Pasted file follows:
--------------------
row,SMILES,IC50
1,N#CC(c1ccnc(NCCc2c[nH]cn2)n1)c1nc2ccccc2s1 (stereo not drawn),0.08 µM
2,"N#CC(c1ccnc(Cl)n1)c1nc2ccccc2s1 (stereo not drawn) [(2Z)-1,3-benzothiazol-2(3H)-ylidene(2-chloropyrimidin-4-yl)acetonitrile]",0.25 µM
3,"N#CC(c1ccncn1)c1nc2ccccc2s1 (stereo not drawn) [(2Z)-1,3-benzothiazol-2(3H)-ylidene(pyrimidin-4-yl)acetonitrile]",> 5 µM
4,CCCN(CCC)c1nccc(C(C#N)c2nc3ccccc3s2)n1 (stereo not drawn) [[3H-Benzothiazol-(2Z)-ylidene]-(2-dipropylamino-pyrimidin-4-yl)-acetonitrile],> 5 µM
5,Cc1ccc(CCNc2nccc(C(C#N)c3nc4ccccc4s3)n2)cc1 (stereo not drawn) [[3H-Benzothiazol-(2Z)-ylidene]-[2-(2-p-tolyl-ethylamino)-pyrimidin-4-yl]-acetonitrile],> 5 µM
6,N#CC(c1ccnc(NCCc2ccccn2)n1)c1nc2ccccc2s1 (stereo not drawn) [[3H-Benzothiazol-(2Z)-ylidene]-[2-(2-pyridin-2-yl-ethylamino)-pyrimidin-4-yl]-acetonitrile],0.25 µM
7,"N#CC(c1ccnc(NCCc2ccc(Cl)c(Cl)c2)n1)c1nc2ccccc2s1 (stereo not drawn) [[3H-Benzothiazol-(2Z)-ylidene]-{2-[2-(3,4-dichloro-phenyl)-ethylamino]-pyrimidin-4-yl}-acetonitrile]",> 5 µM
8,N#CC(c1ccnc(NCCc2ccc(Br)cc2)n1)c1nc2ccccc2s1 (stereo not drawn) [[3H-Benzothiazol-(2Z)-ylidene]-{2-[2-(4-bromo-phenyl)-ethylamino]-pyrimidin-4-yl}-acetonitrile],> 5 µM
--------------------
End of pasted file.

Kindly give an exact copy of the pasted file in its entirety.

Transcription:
row,SMILES,IC50
1,N#CC(c1ccnc(NCCc2c[nH]cn2)n1)c1nc2ccccc2s1 (stereo not drawn),0.08 µM
2,"N#CC(c1ccnc(Cl)n1)c1nc2ccccc2s1 (stereo not drawn) [(2Z)-1,3-benzothiazol-2(3H)-ylidene(2-chloropyrimidin-4-yl)acetonitrile]",0.25 µM
3,"N#CC(c1ccncn1)c1nc2ccccc2s1 (stereo not drawn) [(2Z)-1,3-benzothiazol-2(3H)-ylidene(pyrimidin-4-yl)acetonitrile]",> 5 µM
4,CCCN(CCC)c1nccc(C(C#N)c2nc3ccccc3s2)n1 (stereo not drawn) [[3H-Benzothiazol-(2Z)-ylidene]-(2-dipropylamino-pyrimidin-4-yl)-acetonitrile],> 5 µM
5,Cc1ccc(CCNc2nccc(C(C#N)c3nc4ccccc4s3)n2)cc1 (stereo not drawn) [[3H-Benzothiazol-(2Z)-ylidene]-[2-(2-p-tolyl-ethylamino)-pyrimidin-4-yl]-acetonitrile],> 5 µM
6,N#CC(c1ccnc(NCCc2ccccn2)n1)c1nc2ccccc2s1 (stereo not drawn) [[3H-Benzothiazol-(2Z)-ylidene]-[2-(2-pyridin-2-yl-ethylamino)-pyrimidin-4-yl]-acetonitrile],0.25 µM
7,"N#CC(c1ccnc(NCCc2ccc(Cl)c(Cl)c2)n1)c1nc2ccccc2s1 (stereo not drawn) [[3H-Benzothiazol-(2Z)-ylidene]-{2-[2-(3,4-dichloro-phenyl)-ethylamino]-pyrimidin-4-yl}-acetonitrile]",> 5 µM
8,N#CC(c1ccnc(NCCc2ccc(Br)cc2)n1)c1nc2ccccc2s1 (stereo not drawn) [[3H-Benzothiazol-(2Z)-ylidene]-{2-[2-(4-bromo-phenyl)-ethylamino]-pyrimidin-4-yl}-acetonitrile],> 5 µM